• Print

Ebooks and Print Books are Not Mutually Exclusive

Ebook discussions invariably lead to the “tactile experience” counter argument. Many folks love the sensory associations of a printed book, and they’ll defend those feelings vociferously — even when no one is challenging them. The simple suggestion that an ebook could offer functionality beyond the scope of a printed book causes some book lovers to pull up the castle gates and light the moat on fire.

But here’s the odd thing: A small group of bleeding edgers believe print’s demise is imminent, but in many more instances the people taking a pro-ebook stance are also fans of printed books. They’re not looking for printed books to go away, rather, they want to consume content in the best possible format for their particular needs.

I’ve witnessed a number of lively discussions in which the sensory argument overwhelms a broader analysis of future reading behaviors, and that’s where the problem lies. In each case, the print defenders run through the “sensory checklist”:

  • Reading in bed
  • Reading to your children
  • Slowing down, sitting down, curling up …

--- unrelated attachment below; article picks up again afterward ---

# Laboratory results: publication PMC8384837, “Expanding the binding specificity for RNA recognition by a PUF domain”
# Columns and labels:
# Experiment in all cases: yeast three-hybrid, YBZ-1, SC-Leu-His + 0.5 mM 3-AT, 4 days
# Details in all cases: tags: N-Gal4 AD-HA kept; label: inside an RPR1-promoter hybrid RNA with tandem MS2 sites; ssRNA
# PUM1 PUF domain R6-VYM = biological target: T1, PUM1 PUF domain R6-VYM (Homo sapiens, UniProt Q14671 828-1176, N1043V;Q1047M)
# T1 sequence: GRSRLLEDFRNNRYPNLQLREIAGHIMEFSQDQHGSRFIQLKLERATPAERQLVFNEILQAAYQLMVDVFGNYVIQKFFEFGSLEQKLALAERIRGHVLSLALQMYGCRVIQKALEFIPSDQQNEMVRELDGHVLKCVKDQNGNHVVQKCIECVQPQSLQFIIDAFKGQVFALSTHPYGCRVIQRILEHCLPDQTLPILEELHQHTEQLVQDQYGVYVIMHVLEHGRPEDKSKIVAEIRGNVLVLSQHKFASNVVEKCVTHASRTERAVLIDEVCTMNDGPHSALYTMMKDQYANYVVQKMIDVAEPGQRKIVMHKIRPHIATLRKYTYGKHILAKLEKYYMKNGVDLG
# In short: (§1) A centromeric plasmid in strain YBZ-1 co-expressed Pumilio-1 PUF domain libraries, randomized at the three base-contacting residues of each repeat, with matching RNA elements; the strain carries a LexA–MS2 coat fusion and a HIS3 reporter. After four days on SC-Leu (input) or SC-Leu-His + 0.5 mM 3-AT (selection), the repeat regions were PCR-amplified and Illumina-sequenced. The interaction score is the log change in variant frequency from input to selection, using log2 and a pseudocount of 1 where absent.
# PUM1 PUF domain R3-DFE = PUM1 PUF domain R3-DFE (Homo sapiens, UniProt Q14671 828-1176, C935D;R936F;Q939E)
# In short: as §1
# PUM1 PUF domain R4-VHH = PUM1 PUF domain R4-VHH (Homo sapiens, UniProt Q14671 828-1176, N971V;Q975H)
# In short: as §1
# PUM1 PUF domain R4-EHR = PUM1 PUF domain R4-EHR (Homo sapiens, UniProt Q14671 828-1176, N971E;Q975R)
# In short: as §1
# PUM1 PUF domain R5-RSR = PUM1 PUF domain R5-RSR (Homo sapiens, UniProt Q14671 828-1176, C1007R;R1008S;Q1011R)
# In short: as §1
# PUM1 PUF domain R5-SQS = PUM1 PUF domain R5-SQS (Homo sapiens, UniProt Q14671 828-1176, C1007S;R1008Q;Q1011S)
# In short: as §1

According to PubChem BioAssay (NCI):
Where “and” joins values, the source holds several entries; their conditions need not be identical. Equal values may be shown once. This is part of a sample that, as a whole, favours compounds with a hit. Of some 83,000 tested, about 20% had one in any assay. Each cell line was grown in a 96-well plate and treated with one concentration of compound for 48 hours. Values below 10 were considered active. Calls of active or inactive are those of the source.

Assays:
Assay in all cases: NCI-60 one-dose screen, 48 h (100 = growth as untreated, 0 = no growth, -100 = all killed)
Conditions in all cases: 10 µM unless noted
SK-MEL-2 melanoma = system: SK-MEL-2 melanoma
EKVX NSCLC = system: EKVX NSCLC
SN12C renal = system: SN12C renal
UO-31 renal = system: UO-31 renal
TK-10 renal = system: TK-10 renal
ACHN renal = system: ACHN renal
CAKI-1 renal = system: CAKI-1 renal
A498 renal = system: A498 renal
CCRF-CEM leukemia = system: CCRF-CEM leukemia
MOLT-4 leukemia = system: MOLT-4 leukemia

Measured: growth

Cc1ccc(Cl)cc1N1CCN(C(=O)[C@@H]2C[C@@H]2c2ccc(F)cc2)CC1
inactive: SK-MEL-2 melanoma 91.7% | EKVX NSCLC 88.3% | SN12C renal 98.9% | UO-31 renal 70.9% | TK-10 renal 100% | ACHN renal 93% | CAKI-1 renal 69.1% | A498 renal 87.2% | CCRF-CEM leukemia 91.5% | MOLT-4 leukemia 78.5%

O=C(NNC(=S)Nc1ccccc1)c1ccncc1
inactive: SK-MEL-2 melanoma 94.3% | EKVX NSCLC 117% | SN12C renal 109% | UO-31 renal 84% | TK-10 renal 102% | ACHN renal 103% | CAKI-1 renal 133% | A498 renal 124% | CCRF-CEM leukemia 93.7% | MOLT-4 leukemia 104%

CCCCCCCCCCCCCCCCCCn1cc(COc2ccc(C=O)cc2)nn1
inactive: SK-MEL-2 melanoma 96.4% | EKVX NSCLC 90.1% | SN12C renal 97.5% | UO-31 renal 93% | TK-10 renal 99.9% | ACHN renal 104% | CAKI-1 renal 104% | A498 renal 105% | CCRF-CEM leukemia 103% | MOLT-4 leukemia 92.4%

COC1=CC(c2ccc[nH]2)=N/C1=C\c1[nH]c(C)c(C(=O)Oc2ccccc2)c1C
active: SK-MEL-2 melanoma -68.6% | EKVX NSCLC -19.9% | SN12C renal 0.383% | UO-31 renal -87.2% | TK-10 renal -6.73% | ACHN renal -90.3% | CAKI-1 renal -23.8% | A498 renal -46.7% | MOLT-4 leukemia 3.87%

• Holding, feeling, smelling, experiencing …

All of these are excellent print book defenses, but each is a counterpoint to debates that were never raised. The bigger conversation — and something that often gets pushed to the back burner — is about the reading ecosystem. Print books, ebooks, Web sites, mobile and whatever emerges down the road are merely conduits for content. Unnecessary defense of one format of another obscures the opportunity to customize and improve the reading experience on a title by title and consumer by consumer basis.

Sara Nelson summed up this same idea in a recent column:

… the e-worriers are, I predict, way wrong, just as those who worried that audiobooks would supplant “real” books, and DVDs would demolish cinemas were wrong. Sure, there is some cannibalizing and crossover, but just as there are certain books you would rather listen to than read (and vice versa) and some movies you’ll rush to the theater to see, there is room in the world for another way to enjoy written narrative.

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